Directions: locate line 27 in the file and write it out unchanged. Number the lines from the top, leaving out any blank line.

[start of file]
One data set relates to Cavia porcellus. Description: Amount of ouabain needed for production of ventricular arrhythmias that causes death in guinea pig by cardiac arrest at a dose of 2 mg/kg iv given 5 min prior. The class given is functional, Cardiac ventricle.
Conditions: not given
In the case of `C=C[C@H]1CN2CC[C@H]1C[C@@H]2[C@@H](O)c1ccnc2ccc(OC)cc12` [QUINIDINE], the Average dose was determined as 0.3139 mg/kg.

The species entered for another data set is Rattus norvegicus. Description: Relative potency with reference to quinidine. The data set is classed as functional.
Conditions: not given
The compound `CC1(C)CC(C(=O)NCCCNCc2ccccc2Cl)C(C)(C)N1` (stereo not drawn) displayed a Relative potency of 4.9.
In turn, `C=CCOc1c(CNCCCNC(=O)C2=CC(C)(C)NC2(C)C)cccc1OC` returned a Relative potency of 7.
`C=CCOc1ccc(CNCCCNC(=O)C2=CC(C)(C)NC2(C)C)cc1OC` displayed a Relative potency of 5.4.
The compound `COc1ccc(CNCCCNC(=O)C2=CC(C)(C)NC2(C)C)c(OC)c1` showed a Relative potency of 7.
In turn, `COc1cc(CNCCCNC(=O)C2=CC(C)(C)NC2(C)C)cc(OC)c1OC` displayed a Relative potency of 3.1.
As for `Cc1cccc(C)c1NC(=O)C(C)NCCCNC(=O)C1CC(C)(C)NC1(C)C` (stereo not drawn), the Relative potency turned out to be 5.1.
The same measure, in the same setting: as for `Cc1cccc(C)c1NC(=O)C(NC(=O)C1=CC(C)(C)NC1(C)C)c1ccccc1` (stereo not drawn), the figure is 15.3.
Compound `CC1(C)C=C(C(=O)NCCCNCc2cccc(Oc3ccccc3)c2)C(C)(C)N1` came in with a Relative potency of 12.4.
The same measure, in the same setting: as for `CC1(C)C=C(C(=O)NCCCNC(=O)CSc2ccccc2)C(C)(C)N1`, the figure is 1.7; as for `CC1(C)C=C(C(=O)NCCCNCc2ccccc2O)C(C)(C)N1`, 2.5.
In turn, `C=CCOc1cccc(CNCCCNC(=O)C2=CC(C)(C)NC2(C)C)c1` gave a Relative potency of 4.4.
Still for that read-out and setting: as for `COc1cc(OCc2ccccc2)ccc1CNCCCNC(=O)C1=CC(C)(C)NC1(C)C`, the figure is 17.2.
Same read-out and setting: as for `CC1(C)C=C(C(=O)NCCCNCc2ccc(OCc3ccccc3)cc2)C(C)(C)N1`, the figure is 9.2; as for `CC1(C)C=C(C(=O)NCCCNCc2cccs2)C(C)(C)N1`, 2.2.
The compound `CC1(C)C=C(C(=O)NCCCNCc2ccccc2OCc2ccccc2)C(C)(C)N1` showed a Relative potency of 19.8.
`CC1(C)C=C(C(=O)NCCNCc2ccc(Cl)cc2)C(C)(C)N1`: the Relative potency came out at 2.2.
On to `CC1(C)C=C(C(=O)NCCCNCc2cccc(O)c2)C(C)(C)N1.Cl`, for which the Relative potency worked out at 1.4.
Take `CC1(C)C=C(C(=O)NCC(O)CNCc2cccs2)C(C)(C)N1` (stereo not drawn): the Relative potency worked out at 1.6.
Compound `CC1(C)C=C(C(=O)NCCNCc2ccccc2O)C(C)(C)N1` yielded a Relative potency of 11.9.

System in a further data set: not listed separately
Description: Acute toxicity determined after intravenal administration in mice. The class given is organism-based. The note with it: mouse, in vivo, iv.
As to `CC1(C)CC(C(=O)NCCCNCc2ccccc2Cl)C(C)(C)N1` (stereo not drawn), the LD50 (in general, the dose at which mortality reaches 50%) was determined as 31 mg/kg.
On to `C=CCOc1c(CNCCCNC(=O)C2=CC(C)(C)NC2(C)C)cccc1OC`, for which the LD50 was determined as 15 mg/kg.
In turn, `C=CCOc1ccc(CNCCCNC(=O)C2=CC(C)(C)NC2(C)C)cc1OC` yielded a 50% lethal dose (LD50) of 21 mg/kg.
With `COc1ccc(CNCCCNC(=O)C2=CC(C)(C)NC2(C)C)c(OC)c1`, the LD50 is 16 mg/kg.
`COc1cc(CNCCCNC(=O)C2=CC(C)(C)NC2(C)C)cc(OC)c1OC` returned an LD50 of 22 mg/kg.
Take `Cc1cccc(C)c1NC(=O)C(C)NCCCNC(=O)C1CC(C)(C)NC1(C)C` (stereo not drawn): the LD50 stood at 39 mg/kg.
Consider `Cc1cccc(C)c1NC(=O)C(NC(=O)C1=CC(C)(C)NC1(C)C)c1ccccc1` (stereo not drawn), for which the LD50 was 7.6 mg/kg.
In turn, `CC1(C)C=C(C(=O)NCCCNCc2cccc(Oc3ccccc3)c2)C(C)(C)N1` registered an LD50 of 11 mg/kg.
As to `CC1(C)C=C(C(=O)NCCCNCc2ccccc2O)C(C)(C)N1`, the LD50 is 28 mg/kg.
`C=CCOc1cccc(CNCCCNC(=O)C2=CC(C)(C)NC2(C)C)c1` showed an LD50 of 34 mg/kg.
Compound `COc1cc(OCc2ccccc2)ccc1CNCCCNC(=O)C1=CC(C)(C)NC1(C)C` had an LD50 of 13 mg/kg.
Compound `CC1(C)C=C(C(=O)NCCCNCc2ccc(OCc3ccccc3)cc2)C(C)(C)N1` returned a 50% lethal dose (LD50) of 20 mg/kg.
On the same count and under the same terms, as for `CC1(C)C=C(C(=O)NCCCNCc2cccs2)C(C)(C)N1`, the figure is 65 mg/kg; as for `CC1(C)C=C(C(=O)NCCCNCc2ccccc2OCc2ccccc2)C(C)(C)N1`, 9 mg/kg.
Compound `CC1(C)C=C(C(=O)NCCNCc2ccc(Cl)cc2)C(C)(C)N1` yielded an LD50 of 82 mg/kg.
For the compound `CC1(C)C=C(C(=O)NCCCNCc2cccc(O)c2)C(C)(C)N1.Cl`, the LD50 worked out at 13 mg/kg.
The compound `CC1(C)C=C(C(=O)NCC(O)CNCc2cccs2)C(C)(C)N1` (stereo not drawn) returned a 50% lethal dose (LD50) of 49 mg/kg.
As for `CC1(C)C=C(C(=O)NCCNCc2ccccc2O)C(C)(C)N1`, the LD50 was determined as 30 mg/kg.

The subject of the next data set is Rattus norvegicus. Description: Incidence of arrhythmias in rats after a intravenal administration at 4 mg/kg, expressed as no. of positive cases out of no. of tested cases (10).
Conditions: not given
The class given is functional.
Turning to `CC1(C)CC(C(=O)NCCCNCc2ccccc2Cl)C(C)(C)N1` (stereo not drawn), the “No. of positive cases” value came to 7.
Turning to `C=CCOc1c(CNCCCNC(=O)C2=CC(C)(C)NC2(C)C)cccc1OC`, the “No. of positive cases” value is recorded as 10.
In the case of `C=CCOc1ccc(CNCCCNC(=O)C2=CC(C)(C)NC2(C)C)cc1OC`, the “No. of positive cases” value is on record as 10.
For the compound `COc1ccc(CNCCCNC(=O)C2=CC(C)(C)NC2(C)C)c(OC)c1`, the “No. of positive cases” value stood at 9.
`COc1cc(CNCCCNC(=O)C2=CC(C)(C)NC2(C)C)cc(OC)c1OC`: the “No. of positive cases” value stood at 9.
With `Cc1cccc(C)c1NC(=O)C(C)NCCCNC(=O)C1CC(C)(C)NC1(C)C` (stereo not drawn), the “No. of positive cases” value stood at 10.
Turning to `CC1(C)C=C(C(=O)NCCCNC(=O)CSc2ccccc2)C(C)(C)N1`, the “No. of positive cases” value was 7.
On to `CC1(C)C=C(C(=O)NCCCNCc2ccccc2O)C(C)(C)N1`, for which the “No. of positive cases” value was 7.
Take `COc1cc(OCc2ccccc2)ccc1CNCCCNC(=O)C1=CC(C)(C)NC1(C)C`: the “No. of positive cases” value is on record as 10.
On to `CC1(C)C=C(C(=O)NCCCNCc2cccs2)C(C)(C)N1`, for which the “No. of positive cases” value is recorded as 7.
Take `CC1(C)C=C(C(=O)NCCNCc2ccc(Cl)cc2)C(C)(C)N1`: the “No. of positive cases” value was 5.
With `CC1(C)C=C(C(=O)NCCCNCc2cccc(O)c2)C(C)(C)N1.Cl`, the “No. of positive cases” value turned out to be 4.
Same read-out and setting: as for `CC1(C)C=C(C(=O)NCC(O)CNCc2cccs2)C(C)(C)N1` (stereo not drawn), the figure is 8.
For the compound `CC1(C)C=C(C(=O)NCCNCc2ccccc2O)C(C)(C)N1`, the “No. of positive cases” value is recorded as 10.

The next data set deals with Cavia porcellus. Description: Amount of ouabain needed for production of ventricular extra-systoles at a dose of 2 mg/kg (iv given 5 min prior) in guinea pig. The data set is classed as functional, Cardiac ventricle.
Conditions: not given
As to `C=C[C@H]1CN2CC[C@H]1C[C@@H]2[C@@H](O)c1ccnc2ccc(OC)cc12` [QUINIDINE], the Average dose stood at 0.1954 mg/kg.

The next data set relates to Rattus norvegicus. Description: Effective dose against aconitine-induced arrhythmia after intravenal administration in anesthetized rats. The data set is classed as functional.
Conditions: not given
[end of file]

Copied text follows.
In turn, `C=CCOc1ccc(CNCCCNC(=O)C2=CC(C)(C)NC2(C)C)cc1OC` yielded a 50% lethal dose (LD50) of 21 mg/kg.